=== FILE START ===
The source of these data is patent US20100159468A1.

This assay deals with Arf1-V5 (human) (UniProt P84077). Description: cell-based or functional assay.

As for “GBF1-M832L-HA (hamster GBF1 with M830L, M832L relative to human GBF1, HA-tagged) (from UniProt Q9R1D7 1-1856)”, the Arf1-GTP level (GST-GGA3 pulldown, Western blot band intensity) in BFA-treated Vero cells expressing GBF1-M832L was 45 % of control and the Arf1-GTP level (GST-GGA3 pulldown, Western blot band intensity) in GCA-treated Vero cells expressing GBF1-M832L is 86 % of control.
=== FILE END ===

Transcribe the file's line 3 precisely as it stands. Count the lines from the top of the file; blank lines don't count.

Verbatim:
As for “GBF1-M832L-HA (hamster GBF1 with M830L, M832L relative to human GBF1, HA-tagged) (from UniProt Q9R1D7 1-1856)”, the Arf1-GTP level (GST-GGA3 pulldown, Western blot band intensity) in BFA-treated Vero cells expressing GBF1-M832L was 45 % of control and the Arf1-GTP level (GST-GGA3 pulldown, Western blot band intensity) in GCA-treated Vero cells expressing GBF1-M832L is 86 % of control.